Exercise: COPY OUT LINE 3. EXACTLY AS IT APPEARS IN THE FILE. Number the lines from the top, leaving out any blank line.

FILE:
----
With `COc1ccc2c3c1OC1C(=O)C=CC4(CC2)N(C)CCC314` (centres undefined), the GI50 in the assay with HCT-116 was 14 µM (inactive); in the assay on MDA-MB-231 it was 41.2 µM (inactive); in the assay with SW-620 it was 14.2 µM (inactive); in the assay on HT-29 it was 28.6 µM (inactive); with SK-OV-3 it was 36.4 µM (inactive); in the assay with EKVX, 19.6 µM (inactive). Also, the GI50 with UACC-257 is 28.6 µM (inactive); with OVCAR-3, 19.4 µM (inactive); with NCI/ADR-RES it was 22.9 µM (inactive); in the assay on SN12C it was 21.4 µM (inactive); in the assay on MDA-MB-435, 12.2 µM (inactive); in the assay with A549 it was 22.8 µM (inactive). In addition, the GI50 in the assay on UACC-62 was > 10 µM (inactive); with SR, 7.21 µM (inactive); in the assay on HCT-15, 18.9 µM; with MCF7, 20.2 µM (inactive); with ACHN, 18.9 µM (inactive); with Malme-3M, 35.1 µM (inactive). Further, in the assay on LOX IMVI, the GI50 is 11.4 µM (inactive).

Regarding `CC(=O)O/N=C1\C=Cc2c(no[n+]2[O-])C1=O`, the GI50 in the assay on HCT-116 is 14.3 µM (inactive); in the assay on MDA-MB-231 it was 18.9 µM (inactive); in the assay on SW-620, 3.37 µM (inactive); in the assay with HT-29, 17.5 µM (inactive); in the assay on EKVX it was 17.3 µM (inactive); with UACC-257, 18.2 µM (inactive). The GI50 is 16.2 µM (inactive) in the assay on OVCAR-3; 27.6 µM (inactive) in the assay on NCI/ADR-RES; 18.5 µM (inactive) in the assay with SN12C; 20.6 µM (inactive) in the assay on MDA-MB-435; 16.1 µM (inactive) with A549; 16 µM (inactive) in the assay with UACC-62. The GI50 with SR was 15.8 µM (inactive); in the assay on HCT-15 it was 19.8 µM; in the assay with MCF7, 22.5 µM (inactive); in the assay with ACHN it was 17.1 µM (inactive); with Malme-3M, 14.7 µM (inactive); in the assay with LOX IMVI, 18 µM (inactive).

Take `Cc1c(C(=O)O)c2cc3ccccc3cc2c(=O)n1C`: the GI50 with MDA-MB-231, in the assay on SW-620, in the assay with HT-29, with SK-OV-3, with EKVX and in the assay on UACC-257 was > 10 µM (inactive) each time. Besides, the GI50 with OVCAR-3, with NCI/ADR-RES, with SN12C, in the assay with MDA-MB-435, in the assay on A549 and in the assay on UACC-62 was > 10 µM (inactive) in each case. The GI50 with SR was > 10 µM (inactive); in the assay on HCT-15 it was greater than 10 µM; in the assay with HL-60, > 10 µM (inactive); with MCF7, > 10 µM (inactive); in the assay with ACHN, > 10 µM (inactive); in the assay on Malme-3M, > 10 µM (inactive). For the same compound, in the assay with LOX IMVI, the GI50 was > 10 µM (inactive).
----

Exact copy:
Take `Cc1c(C(=O)O)c2cc3ccccc3cc2c(=O)n1C`: the GI50 with MDA-MB-231, in the assay on SW-620, in the assay with HT-29, with SK-OV-3, with EKVX and in the assay on UACC-257 was > 10 µM (inactive) each time. Besides, the GI50 with OVCAR-3, with NCI/ADR-RES, with SN12C, in the assay with MDA-MB-435, in the assay on A549 and in the assay on UACC-62 was > 10 µM (inactive) in each case. The GI50 with SR was > 10 µM (inactive); in the assay on HCT-15 it was greater than 10 µM; in the assay with HL-60, > 10 µM (inactive); with MCF7, > 10 µM (inactive); in the assay with ACHN, > 10 µM (inactive); in the assay on Malme-3M, > 10 µM (inactive). For the same compound, in the assay with LOX IMVI, the GI50 was > 10 µM (inactive).